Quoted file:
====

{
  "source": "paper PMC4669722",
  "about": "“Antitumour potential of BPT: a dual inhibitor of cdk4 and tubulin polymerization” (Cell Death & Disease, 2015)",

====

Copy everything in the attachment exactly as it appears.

{
  "source": "paper PMC4669722",
  "about": "“Antitumour potential of BPT: a dual inhibitor of cdk4 and tubulin polymerization” (Cell Death & Disease, 2015)",